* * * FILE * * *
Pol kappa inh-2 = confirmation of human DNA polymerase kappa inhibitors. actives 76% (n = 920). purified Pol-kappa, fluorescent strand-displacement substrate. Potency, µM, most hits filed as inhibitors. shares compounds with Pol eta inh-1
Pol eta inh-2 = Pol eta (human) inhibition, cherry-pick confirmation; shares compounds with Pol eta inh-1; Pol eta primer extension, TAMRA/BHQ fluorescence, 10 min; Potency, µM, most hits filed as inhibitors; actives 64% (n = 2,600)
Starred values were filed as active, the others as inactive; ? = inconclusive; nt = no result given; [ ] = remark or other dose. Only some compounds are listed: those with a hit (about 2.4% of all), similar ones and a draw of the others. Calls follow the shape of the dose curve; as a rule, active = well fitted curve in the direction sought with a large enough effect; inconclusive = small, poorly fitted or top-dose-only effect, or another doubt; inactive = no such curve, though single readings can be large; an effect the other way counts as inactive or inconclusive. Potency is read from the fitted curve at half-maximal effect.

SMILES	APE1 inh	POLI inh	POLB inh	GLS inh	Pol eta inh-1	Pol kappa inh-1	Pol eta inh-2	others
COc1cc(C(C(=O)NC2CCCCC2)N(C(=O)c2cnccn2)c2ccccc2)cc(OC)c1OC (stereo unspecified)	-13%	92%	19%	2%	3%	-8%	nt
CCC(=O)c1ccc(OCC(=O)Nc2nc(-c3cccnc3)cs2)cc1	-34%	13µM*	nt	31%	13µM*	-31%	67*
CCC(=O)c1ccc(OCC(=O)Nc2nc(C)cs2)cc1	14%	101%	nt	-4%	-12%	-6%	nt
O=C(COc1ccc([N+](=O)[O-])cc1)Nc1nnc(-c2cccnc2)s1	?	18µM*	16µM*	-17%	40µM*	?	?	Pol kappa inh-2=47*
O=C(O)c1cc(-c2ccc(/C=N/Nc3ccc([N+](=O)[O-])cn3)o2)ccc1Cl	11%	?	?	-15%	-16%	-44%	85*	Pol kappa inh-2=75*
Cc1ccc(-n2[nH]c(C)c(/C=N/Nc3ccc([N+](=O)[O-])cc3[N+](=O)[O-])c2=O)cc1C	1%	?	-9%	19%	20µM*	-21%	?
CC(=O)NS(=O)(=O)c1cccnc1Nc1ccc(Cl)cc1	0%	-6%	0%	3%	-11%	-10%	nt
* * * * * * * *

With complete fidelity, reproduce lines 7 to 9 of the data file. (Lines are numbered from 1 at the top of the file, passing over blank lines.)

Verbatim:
CCC(=O)c1ccc(OCC(=O)Nc2nc(C)cs2)cc1	14%	101%	nt	-4%	-12%	-6%	nt
O=C(COc1ccc([N+](=O)[O-])cc1)Nc1nnc(-c2cccnc2)s1	?	18µM*	16µM*	-17%	40µM*	?	?	Pol kappa inh-2=47*
O=C(O)c1cc(-c2ccc(/C=N/Nc3ccc([N+](=O)[O-])cn3)o2)ccc1Cl	11%	?	?	-15%	-16%	-44%	85*	Pol kappa inh-2=75*